Togs

Swimwear

Both women’s costumes/bikinis and men’s trunks.

Jandals / jandles

Flip Flops

Not that everyone uses them, mind; you’ll see many a Kiwi, adults as much as kids, walking around barefoot, and not just at the beach!

Gumboots (gummies)

Wellington boots (wellies)

Dairy

Convenience store / newsagents / corner shop

Tramp / Tramping

Hike / Hiking

Ute

Pickup Truck

How you goin’?

How are you?

This is used more as a greeting and doesn’t require a response about how you are (I made that mistake a few times when we first arrived, politely responding with “I’m well, thank you. How are you?” only to be met with confused expressions).

Veges / vege

Vegetables

Pronounced like ‘veggies’ and ‘veg’, but spelled differently.

Across the ditch

Australia

Carked it

Dead

Can be used to refer to a person, animal or inanimate object (car, phone, etc).

Munted

Drunk / broken beyond repair

Feeling crook

Feeling ill

Yakka

Hard work

Bach

Holiday home

Pronounced ‘batch’.

EFTPOS

Payment by card

Short for Electronic Fund Transfer at Point of Sale. You’ll then get options for paying from by cheque, savings or credit. Which brings me to my next point…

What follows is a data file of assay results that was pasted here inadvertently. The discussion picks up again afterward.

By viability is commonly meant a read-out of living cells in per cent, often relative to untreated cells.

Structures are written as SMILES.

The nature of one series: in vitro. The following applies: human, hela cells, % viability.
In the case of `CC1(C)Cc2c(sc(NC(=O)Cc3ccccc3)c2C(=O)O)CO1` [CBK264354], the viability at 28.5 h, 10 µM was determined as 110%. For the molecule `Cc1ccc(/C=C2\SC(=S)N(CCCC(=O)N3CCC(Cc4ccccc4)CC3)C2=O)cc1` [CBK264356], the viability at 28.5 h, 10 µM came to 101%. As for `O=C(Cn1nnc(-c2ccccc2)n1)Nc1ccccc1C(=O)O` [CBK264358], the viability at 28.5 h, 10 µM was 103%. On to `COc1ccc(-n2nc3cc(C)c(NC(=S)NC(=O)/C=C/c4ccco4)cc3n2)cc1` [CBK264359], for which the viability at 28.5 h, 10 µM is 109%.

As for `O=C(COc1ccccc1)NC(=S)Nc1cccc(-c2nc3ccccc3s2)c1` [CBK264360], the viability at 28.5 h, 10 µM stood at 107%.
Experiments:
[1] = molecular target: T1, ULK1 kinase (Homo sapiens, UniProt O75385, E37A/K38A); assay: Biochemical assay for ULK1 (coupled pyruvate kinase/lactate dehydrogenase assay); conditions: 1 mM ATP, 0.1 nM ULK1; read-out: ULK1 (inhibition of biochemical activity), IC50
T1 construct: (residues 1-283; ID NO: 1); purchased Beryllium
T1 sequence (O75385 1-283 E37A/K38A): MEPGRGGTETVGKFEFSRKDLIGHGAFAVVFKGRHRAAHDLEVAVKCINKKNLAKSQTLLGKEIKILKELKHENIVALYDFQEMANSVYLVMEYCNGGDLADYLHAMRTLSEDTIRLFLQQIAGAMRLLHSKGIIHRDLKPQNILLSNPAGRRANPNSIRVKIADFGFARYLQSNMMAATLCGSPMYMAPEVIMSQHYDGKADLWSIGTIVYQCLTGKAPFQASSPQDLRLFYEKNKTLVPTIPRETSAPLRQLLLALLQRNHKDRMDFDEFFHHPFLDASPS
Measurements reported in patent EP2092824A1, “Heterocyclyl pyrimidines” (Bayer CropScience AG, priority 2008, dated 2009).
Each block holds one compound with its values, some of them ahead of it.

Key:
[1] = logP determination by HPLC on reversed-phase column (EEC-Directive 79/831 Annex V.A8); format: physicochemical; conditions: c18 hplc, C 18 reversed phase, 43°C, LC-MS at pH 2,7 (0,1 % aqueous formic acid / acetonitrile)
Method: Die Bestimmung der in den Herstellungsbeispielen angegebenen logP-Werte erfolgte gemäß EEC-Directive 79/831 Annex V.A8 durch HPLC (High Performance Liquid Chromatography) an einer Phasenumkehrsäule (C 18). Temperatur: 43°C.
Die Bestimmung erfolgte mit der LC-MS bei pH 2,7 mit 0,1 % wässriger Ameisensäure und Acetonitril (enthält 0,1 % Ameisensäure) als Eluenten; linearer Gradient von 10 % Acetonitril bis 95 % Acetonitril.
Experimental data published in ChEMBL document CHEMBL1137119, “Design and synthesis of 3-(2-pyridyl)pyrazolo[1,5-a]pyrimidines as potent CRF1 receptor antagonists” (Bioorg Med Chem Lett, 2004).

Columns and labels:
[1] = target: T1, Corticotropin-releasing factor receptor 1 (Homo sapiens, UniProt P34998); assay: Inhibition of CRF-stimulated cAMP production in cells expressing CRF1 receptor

Cheque / chequing account

Current / debit account

Paywave

Contactless payment

Hokey pokey

Honeycomb

Lolly

Sweet / candy

Refers to all sweets / candies, not just the ones on a stick! A lolly shop is a sweet / candy shop.

Ice block

Ice lolly / popsicle

Scroggin

Trail mix

Kindy

Kindergarten / nursery school / preschool

It refers to all schools for under 5s, not a particular chain. (Playcentre is different – it’s not considered a Kindy, as the philosophy, financing and level of parental involvement is wildly different to other early years education providers.)

Wop-wops

In the middle of nowhere

Tomato sauce

Ketchup

Wee

Small

This one will likely be known to Brits and Irish, but it may be new to those not so familiar with Scottish slang.

Spuds

Potatoes

Again, familiar to the Brits and Irish, but perhaps not to others.

Pants

Trousers

This one will be familiar to the Americans. As in American English, ‘pants’ refers to ‘trousers’ and underwear is ‘undies’ not ‘pants’. ‘Trousers’ is only used to refer to old-man-style trousers.

With two British parents, Theo has learnt that his underwear are pants and his trousers are trousers, but this has admittedly caused some confusion when others have commented on his ‘nice pants’!

Chips

Crisps or fries / french fries

Just to confuse you, again not the Americans, Kiwis call both crisps and fries ‘chips’. The former are often ‘potato chips’ to help distinguish the two (as if that really helps…they’re all potatoes!) but they do also use ‘crisps’, and the latter can be ‘hot chips’.